A spike in dengue cases in typhoon-affected areas in the Philippines has alarmed aid agencies.
“There are also not enough health workers tending to COVID-19 response and other essential health services,” said Lot Felizco, country director of Oxfam in the Philippines.
The humanitarian organization on Friday, June 17, called for continued assistance for communities affected by super typhoon Rai in December last year.
“We hope the newly elected chief executives could continue efforts in helping households and communities,” said Felizco, adding that “there are still so many things that need to be done.”
The Philippines elected new national and local officials in May.
According to a report from the UN Office for the Coordination of Humanitarian Affairs, dengue cases rose in Southern Leyte and Caraga regions.
Media reports also mentioned an increase in dengue cases in Central Visayas with the Health department in the city of Cebu saying it was possibly due to the widespread flooding caused by the recent typhoons.
A surveillance report from the Center for Health Development in Caraga region showed that 867 dengue cases were reported from January 1 to May 14, 2022. It is 287.1 percent higher compared to the same period last year.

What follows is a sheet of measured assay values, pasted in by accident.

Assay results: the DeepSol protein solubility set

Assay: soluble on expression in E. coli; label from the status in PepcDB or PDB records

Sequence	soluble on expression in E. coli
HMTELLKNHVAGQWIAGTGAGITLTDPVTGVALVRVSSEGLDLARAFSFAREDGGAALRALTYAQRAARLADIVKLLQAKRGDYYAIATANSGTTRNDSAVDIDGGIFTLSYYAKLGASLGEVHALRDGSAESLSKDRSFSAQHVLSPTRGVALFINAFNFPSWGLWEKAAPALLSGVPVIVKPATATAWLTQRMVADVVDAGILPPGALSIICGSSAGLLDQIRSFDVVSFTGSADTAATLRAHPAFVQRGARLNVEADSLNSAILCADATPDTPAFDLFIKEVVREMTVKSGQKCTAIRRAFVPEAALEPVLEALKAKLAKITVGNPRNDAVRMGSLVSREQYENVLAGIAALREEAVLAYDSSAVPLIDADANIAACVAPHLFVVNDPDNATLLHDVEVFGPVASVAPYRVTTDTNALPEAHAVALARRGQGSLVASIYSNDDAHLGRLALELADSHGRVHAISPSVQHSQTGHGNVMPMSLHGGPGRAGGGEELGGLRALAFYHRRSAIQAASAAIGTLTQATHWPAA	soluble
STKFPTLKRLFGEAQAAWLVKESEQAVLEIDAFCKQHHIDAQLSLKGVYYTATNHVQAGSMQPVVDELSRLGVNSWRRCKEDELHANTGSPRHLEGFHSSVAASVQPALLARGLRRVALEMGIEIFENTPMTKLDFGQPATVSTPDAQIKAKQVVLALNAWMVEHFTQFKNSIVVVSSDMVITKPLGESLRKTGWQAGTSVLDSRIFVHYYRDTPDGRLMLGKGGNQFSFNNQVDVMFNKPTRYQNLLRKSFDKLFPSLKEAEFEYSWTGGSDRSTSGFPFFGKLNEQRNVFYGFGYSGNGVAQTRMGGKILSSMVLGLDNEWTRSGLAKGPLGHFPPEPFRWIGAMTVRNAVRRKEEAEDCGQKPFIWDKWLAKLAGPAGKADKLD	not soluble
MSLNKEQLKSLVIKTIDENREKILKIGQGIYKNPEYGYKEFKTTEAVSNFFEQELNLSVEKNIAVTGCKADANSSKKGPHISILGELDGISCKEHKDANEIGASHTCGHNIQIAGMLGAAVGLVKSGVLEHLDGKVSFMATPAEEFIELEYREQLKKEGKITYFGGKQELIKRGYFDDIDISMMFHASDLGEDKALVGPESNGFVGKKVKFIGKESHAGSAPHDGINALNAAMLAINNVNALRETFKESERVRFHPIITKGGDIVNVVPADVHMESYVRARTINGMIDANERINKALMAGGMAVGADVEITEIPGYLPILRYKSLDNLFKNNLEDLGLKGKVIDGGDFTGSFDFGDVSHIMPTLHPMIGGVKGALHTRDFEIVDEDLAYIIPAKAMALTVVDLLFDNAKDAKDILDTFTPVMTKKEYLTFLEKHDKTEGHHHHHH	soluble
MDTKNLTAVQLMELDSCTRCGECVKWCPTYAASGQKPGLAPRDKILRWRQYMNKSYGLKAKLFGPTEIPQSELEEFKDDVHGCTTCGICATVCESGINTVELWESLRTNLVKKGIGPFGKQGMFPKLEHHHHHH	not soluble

Felizco said they are seeing “a steep rise in dengue cases” in Surigao and Dinagat Islands, which are among the most affected by super typhoon Rai.
Celso Dulce, management director of CARE’s Integrated Risk Management, said civil society and government should continue supporting the typhoon survivors.
“While the death toll is fortunately not as high as super typhoon Haiyan’s in 2013, [Rai] deeply affected the livelihood and living conditions of survivors,” said Dulce.
Oxfam Pilipinas and CARE Philippines are among the groups that have received additional 10 million euros in funding from the European Union Humanitarian Aid (EU Aid) to facilitate life-saving assistance and rehabilitation efforts in areas hit by super typhoon Rai.
Another EU AID-funded project worth 3.8 million euros led by Oxfam Pilipinas and jointly implemented by Save the Children and Humanity & Inclusion, aims to provide shelter and education support, protection activities and other in-kind assistance to more than 115,000 typhoon survivors in Bohol, Southern Leyte, and Surigao del Norte provinces.
Despite the efforts, CARE Philippines said more assistance is needed in remote areas as survivors have received little or no support due to geographical and humanitarian barriers.
Six months since the typhoon devastated parts of the Philippines and with almost 7,000 people still displaced, aid agencies noted as a decline in food and nutrition support for displaced families.